The aim of this study is to detect the multiple change points for linear processes under NSD. We propose the CUSUM-type change point estimator in model (1) and establish the weak convergence rate of the estimator with the mean parameter μ estimated by its LS estimator. Moreover, some simulations are implemented by R Software to compare the CUSUM-type estimator with some methods. The result indicates that the CUSUM-type change point estimator is broadly comparable with those obtained by the typical methods. The remainder of this paper is organized as follows. In Sect. 2, we describe the CUSUM- type multiple change point estimation and give the weak convergence rate of this estima- tor. Also, we give a multiple variance-change iterative (MVCI) algorithm to evaluate the estimator. In Sect. 3, some simulations are presented to show the performances of the estimator. Finally, the proofs of the main results are given in Sect. 4.
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contrast, a Bayesian approach is very applicable to this problem. Therefore, we adopt a Markov-switching model and use Bayesian inference, following Kim and Nelson (1999); we also extend their models dealing with only one-time change-points to models that consider multiple change points, following the manner of Chib (1998). Koop and Potter (1999) demonstrated that a Bayesian approach is superior to the classical approach for nonlinear models, of which structural break models are a subset. In addition, only a Bayesian approach allows a comparison among models with various numbers of change-points, and a selection of the model with the most appropriate number and timing of such points, using the Bayes factor. Using the model selection procedure, we specify the turning points and evaluate the precision with which the turning points detected via the selected model are estimated.
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Remark. Note that a preliminary analysis of the accumulated observed mean (i.e., the mean obtained directly from the data) shows the possible existence of change-points. In order to either confirm or discard their presence, several versions of the model were considered. The different results were compared using the DIC and the graphical fit. Hence, we have tested the different hypotheses about the model that would better explain the behaviour of the data. Also, note that the change-points were estimated as well as the parameters of the rate functions. We have assigned a prior distribution to them and using a sample drew from the respective posterior distribution we have estimated those change-points as well their credible intervals. Note that plots of the estimated means were drawn using the estimated parameters which were product of a sample from their posterior distributions. We would like to call attention to the fact that in addition to the plots of the accumulated observed and estimated means, a measure of the discrepancy between observed and estimated means were also used, namely the DIC.
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When analysing fMRI data, it is common to assume that the data arises from a known experimental design (Worsley et al., 2002). However, this assumption is very restrictive particularly in experiments common in psychology where the exact timing of the expected reaction is unknown, with different subjects reacting at different times and in different ways to an equivalent stimulus (Lindquist et al., 2007). Change point methodology has therefore been proposed as a possible solution to this problem, where the change points effectively act as a latent design for each time series. Significant work has been done in designing methodology for these situations for the at-most-one-change situation using control chart type methods (Lindquist et al., 2007; Robinson et al., 2010). Using the methodology developed in this paper, we are able to define an alternative approach based on HMMs that allows not only multiple change points to be taken into account, but also the inclusion of an autoregressive (AR) error process assumptions and detrending within a unified analysis. These features need to be accounted for in fMRI time series (Worsley et al., 2002) and will be shown to have an effect on the conclusions that can be drawn from the associated analysis.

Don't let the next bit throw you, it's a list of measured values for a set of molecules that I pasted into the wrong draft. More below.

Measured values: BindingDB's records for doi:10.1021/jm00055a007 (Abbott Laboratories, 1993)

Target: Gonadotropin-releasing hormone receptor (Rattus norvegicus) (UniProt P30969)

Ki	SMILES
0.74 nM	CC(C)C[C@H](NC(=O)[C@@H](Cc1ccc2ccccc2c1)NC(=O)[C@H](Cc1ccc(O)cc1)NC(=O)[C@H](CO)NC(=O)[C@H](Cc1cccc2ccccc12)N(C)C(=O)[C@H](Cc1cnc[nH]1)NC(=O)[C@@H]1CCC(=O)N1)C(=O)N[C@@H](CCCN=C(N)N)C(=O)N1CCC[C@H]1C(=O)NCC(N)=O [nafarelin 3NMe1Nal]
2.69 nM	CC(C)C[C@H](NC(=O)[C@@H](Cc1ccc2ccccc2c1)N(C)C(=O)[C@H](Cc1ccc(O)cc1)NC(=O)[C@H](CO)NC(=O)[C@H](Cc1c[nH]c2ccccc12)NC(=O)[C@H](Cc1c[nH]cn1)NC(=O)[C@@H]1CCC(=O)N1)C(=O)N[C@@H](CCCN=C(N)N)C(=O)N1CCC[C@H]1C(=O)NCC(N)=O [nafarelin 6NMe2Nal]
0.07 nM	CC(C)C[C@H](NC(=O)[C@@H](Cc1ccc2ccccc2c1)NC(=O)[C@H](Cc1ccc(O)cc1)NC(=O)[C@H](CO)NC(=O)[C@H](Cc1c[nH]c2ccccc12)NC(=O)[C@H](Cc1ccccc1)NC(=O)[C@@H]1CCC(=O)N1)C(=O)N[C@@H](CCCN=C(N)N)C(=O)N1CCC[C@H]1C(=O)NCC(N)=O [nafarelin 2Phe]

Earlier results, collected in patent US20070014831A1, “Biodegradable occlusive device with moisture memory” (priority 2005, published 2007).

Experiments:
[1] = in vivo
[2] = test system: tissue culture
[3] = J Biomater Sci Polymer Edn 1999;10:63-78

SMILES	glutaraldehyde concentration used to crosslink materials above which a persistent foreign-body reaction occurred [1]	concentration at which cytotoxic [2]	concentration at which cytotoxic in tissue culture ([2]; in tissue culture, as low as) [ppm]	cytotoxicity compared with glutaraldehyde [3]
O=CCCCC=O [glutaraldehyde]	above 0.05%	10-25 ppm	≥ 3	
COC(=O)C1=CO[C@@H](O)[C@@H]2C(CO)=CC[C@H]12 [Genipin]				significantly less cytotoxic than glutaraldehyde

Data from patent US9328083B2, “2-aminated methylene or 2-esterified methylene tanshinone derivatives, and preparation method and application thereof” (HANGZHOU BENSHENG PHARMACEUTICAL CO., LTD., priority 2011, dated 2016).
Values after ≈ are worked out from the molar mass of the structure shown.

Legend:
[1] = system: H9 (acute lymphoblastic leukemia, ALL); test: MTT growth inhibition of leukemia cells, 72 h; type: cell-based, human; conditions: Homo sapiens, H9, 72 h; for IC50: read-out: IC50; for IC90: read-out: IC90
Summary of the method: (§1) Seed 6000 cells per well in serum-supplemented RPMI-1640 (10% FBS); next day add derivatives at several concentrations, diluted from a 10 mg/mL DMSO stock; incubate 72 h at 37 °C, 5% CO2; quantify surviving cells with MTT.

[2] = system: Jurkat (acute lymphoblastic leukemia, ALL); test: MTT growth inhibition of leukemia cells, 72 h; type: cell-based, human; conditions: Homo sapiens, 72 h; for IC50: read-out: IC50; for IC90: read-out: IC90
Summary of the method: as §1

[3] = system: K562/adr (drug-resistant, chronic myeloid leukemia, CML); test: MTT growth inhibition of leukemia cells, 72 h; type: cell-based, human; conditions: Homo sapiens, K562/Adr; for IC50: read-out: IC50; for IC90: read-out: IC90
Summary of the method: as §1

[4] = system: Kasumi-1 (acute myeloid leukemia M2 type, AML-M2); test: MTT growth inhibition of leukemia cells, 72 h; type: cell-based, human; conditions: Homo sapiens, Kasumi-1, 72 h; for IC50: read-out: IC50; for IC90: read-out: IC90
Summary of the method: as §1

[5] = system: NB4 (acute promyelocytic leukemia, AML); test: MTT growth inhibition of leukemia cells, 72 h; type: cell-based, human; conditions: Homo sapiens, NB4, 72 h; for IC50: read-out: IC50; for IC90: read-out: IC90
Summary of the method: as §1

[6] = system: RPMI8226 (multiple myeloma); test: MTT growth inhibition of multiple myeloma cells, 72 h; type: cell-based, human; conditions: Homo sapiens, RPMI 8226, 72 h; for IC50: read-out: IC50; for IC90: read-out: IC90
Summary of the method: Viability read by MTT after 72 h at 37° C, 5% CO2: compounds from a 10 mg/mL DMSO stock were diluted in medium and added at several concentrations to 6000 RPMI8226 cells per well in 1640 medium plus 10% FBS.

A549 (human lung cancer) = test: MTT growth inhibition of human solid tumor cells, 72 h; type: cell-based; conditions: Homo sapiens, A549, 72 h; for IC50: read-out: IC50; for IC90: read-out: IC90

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The only way to categorically measure the skill of a ho- mogenisation algorithm for realistic conditions is to test it against a benchmark. Test data sets for previous benchmark- ing efforts have included one or more of the following: as homogeneous as possible real data, synthetic data with added inhomogeneities, or real data with known inhomo- geneities. Although valuable, station test cases are often rel- atively few in number (e.g. Easterling and Peterson, 1995) or lacking real-world complexity of both climate variabil- ity and inhomogeneity characteristics (e.g. Vincent, 1998; Ducré-Robitaille et al., 2003; Reeves et al., 2007; Wang et al., 2007; Wang, 2008a, b). A relatively comprehensive but regionally limited study is that of Begert et al. (2008), who used the manually homogenised Swiss network as a test case. The European homogenisation community (the HOME project; www.homogenisation.org; Venema et al., 2012) is the most comprehensive benchmarking exercise to date. HOME used stochastic simulation to generate realistic net- works of ∼ 100 European temperature and precipitation records. Their probability distribution, cross- and autocorre- lations were reproduced using a “surrogate data approach” (Venema et al., 2006). Inhomogeneities were added such that all stations contained multiple change points and the magnitudes of the inhomogeneities were drawn from a nor- mal distribution. Thus, small undetectable inhomogeneities were also present, which influenced the detection and ad- justment of larger inhomogeneities. Those methods that ad- dressed the presence of multiple change points within a se- ries (e.g. Caussinus and Lyazrhi, 1997, Lu et al., 2010; Han- nart and Naveau, 2012; Lindau and Venema, 2013) and the presence of change points within the reference series used in relative homogenisation (e.g. Caussinus and Mestre, 2004; Menne and Williams, 2005, 2009; Domonkos et al., 2011) clearly performed best in the HOME benchmark.